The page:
The University of California is debating whether to accept grants from the tobacco industry. Credit: Rodney Turner

A row is brewing between University of California (UC) administrators and faculty members at the UC's individual schools over whether to accept money given by tobacco manufacturers such as Lorillard Tobacco and Philip Morris.

The UC adminsitration has said that bans against accepting tobacco money violate academic freedom. But in response to faculty complaints, the matter is under review until 14 March, when the UC academic council will resolve the issue.

“In very short order this is going to explode,” says Stanton Glantz, professor of medicine and co-chief of the Tobacco Control Program of the UC San Francisco Comprehensive Cancer Center. “It's going to be a very unpleasant fight.”

Since the 1950s, tobacco companies have poured millions of dollars into university research. For instance, the University of California in 2004 received about $2.4 million in research funding from the tobacco industry.

But saying the industry has a long history of manipulating scientific research and producing fraudulent data, several institutions—including the Karolinska Institute in Sweden, the University of Geneva, at least nine Australian universities and more than 15 US institutions—have established bans against funds from the industry.

The UC San Diego Department of Family and Preventive Medicine banned tobacco money in January 2003. Since then, five other departments in the UC system have followed suit.

But UC administrators say that such bans violate a fundamental, core value of the university: academic freedom. UC President Robert Dynes has said that no department should be allowed to refuse money based on the source of funding.

“Academic freedom has to be absolute or no one has it,” adds Lawrence B. Coleman, vice provost for research at the University of California.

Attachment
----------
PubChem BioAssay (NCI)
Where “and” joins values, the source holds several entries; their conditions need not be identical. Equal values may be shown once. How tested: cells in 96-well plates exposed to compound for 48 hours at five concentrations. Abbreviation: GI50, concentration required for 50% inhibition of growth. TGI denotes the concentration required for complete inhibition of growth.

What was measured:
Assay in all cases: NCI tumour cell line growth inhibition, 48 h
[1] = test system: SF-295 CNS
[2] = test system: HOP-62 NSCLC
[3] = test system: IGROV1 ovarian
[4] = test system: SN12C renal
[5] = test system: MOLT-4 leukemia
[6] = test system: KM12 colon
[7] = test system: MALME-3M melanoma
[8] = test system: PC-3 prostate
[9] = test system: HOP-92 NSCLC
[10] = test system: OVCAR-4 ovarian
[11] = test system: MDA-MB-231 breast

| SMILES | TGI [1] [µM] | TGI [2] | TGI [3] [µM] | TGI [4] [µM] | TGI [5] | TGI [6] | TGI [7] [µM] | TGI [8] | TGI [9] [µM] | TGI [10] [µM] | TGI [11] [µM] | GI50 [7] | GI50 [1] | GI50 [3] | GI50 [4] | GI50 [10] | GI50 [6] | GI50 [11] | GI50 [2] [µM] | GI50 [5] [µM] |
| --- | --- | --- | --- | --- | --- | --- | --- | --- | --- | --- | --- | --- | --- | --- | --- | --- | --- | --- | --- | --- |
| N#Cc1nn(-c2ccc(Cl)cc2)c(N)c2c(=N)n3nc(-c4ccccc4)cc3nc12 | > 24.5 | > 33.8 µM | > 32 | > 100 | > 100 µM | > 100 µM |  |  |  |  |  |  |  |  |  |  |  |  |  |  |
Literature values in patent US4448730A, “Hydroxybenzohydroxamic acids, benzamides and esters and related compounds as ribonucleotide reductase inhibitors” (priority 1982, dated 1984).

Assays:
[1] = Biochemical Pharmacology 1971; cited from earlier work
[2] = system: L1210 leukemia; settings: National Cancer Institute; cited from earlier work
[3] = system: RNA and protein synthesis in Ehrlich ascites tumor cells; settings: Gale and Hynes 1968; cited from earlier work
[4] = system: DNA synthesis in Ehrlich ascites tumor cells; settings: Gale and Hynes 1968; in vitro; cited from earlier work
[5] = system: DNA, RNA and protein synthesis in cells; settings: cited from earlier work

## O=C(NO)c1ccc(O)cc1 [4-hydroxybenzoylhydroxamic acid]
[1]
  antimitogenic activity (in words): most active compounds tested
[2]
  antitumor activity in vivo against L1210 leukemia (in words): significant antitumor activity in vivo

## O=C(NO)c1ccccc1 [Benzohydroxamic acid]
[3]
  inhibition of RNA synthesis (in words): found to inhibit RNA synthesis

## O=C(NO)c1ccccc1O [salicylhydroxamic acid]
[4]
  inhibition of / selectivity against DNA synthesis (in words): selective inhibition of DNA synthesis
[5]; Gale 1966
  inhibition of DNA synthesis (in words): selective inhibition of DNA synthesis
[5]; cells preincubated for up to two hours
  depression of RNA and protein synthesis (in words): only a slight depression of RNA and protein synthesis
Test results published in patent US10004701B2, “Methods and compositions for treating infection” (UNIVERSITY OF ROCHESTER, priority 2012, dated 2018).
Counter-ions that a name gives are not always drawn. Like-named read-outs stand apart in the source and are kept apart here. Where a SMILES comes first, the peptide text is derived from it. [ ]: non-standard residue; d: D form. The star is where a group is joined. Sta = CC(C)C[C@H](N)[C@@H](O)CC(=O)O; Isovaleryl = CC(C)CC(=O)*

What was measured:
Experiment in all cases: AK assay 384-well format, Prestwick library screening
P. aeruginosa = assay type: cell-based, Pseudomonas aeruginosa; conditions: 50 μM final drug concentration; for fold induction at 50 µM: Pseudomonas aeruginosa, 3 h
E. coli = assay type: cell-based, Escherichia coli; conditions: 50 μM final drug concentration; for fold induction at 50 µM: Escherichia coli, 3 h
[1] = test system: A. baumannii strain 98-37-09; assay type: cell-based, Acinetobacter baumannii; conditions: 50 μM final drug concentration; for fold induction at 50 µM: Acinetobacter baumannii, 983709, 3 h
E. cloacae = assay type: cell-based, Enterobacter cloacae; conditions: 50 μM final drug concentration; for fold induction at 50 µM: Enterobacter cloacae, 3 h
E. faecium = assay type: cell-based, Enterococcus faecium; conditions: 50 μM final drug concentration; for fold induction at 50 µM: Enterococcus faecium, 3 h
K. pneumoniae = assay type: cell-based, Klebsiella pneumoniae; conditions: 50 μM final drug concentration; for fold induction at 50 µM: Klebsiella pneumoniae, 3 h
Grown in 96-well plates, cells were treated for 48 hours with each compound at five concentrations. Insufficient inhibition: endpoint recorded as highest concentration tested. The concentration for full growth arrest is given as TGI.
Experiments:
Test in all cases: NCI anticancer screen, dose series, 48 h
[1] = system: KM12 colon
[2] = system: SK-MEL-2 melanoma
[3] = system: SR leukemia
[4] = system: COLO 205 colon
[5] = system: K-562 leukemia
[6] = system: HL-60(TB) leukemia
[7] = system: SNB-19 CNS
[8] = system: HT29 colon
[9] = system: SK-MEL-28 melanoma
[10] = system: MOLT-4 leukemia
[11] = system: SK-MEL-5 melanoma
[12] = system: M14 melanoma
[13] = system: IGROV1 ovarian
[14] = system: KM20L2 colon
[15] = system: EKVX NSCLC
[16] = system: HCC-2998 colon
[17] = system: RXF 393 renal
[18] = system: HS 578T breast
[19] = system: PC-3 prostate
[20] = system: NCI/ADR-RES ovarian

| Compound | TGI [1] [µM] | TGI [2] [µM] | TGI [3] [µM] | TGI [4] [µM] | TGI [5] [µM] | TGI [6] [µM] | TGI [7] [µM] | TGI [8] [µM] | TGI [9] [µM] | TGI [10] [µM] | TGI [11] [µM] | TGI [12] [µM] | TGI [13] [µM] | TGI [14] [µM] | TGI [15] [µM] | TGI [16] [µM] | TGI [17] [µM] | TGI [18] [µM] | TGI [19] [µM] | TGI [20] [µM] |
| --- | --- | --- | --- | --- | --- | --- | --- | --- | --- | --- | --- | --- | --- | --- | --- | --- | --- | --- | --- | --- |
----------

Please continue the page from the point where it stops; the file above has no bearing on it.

Academic freedom has to be absolute or no one has it. Lawrence B. Coleman,, vice provost for research, University of California

The administration is required to seek faculty advice on policy, so the question was brought to the academic council, which declared the bans “unacceptable” and “a dangerous precedent.” If the council upholds its initial decision—and Coleman predicts it will—it could signal an end to the bans.

If that happens, “it will be the first time anywhere in the entire world” that a university overrules a faculty decision not to take tobacco money, notes Glantz.

Administrators at Ohio State University, Johns Hopkins University and Harvard University all support the bans at their schools of public health. “[The tobacco industry] specifically funds things to obfuscate the scientific data relating tobacco smoke to health effects,” says Alfred Sommer, dean of Johns Hopkins University's Bloomberg School of Public Health. Sommer says the companies also fund research on issues—such as air pollution—that divert attention away from the ill effects of smoking.

One controversial tobacco-funded study, conducted at the UC Los Angeles, concluded that secondhand smoke does not increase the risk of lung cancer and heart disease (Br. Med. J. 326, 1057–1067; 2003). The study chalked up more than 150 comments in the journal and was widely cited by tobacco companies.

Principal investigator James Enstrom says the industry did not influence the design or outcome of the study, and that he was “blindsided” by the vehement attacks against his work.

For his study, Enstrom used a database compiled by the American Cancer Society. But the organization has said that the dataset is not appropriate for analyzing the effects of secondhand smoke. Partly in response to Enstrom's study, it recently barred its grant recipients from accepting tobacco money.

Some researchers worry about establishing a precedent from banning funds from any particular organization. “I think it is not right to demonize one industry,” says Michael Kleinman, adjunct professor of community and environmental medicine at the University of California at Irvine.

Others say that academic freedom is being invoked to obscure a larger issue. “What the policy really does is to create no internal forum in which someone like [Glantz] could raise the issue of whether the university is being corrupted, whether by a tobacco company or the pharmaceutical industry, or other sponsor, donor or contractor,” says Robert Meister, professor of political science at the UC Santa Cruz.

The dispute might ultimately go to the UC Board of Regents, who in 2001 voted in a university-wide ban on tobacco investment.